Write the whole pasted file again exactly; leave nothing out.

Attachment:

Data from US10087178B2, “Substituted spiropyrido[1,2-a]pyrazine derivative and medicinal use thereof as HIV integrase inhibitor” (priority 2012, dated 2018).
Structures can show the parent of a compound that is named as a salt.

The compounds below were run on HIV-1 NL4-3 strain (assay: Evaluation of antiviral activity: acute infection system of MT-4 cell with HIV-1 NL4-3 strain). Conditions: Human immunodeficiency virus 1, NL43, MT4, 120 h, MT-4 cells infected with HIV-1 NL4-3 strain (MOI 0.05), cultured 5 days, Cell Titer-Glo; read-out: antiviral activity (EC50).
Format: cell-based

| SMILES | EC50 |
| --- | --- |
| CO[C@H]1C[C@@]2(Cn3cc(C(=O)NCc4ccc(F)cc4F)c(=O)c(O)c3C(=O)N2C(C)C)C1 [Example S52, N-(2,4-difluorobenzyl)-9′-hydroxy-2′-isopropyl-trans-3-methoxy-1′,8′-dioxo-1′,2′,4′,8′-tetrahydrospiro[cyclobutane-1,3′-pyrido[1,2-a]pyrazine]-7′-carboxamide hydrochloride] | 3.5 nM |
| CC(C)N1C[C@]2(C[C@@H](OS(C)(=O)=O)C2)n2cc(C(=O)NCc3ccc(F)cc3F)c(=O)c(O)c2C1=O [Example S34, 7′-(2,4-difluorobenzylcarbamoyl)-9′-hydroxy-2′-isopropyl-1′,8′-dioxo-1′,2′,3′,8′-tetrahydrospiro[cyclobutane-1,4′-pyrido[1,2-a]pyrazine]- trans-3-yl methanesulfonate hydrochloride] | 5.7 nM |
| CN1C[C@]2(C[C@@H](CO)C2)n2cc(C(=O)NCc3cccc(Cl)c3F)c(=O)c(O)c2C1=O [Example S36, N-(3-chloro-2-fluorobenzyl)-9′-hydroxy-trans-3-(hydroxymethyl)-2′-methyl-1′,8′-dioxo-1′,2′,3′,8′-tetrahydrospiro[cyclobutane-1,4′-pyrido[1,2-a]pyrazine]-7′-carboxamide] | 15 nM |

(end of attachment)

Data from US10087178B2, “Substituted spiropyrido[1,2-a]pyrazine derivative and medicinal use thereof as HIV integrase inhibitor” (priority 2012, dated 2018).
Structures can show the parent of a compound that is named as a salt.

The compounds below were run on HIV-1 NL4-3 strain (assay: Evaluation of antiviral activity: acute infection system of MT-4 cell with HIV-1 NL4-3 strain). Conditions: Human immunodeficiency virus 1, NL43, MT4, 120 h, MT-4 cells infected with HIV-1 NL4-3 strain (MOI 0.05), cultured 5 days, Cell Titer-Glo; read-out: antiviral activity (EC50).
Format: cell-based

| SMILES | EC50 |
| --- | --- |
| CO[C@H]1C[C@@]2(Cn3cc(C(=O)NCc4ccc(F)cc4F)c(=O)c(O)c3C(=O)N2C(C)C)C1 [Example S52, N-(2,4-difluorobenzyl)-9′-hydroxy-2′-isopropyl-trans-3-methoxy-1′,8′-dioxo-1′,2′,4′,8′-tetrahydrospiro[cyclobutane-1,3′-pyrido[1,2-a]pyrazine]-7′-carboxamide hydrochloride] | 3.5 nM |
| CC(C)N1C[C@]2(C[C@@H](OS(C)(=O)=O)C2)n2cc(C(=O)NCc3ccc(F)cc3F)c(=O)c(O)c2C1=O [Example S34, 7′-(2,4-difluorobenzylcarbamoyl)-9′-hydroxy-2′-isopropyl-1′,8′-dioxo-1′,2′,3′,8′-tetrahydrospiro[cyclobutane-1,4′-pyrido[1,2-a]pyrazine]- trans-3-yl methanesulfonate hydrochloride] | 5.7 nM |
| CN1C[C@]2(C[C@@H](CO)C2)n2cc(C(=O)NCc3cccc(Cl)c3F)c(=O)c(O)c2C1=O [Example S36, N-(3-chloro-2-fluorobenzyl)-9′-hydroxy-trans-3-(hydroxymethyl)-2′-methyl-1′,8′-dioxo-1′,2′,3′,8′-tetrahydrospiro[cyclobutane-1,4′-pyrido[1,2-a]pyrazine]-7′-carboxamide] | 15 nM |